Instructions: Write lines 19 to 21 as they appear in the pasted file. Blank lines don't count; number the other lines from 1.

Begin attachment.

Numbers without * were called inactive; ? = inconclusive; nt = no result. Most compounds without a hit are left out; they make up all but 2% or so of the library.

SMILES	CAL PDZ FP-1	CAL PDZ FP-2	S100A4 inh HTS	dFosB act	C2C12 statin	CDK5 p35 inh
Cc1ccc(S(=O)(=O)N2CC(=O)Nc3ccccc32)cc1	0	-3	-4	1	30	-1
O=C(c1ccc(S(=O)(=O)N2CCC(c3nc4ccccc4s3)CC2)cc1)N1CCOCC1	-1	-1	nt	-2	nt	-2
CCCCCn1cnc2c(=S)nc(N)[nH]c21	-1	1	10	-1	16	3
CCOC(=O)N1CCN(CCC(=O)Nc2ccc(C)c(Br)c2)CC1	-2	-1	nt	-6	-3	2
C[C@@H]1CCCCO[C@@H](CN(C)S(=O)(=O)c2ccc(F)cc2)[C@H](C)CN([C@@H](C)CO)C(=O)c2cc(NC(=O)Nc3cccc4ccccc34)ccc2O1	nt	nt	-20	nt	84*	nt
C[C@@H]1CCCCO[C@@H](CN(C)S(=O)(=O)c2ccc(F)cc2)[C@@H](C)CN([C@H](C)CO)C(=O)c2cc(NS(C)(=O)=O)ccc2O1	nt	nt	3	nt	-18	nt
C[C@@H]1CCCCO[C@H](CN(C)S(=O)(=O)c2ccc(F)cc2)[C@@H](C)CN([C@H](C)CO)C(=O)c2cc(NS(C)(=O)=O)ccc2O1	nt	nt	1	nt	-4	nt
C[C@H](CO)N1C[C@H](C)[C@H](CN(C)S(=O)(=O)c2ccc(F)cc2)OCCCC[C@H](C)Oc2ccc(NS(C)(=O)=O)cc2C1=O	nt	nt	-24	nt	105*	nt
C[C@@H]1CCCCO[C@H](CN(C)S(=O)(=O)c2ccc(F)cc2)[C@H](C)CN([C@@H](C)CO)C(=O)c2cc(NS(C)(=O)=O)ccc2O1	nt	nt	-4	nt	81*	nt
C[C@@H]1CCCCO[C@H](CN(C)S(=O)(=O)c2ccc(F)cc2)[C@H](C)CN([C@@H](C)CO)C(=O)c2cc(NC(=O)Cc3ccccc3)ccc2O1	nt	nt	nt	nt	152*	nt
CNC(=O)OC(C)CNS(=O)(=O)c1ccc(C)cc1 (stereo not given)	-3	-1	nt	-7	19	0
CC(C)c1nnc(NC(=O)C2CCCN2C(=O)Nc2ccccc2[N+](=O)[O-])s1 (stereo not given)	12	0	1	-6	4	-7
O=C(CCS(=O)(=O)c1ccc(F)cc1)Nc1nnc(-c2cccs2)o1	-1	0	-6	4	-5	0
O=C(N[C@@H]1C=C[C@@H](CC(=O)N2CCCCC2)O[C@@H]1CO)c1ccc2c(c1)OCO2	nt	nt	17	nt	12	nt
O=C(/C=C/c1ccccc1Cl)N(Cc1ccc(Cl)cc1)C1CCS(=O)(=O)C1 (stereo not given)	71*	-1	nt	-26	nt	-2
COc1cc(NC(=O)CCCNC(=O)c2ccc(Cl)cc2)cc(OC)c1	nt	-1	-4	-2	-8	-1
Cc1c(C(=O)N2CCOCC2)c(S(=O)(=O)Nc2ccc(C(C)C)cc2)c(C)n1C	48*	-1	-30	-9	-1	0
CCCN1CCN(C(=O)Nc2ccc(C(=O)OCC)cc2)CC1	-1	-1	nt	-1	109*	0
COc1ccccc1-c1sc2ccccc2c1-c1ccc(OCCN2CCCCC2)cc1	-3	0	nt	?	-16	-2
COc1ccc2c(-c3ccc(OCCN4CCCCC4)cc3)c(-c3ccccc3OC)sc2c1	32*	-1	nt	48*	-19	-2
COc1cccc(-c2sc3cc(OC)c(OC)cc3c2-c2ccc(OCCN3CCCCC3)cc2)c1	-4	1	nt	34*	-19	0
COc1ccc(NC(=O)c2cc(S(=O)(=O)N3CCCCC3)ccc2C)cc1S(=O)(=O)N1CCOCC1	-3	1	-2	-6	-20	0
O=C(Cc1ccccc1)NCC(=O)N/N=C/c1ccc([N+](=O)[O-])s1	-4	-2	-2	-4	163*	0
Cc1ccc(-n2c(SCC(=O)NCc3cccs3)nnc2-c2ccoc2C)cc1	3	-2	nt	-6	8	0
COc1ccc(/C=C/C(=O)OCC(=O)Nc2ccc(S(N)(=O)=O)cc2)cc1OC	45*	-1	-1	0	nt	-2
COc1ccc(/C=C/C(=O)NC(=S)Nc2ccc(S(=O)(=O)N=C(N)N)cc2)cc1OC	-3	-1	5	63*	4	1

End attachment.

Cc1c(C(=O)N2CCOCC2)c(S(=O)(=O)Nc2ccc(C(C)C)cc2)c(C)n1C	48*	-1	-30	-9	-1	0
CCCN1CCN(C(=O)Nc2ccc(C(=O)OCC)cc2)CC1	-1	-1	nt	-1	109*	0
COc1ccccc1-c1sc2ccccc2c1-c1ccc(OCCN2CCCCC2)cc1	-3	0	nt	?	-16	-2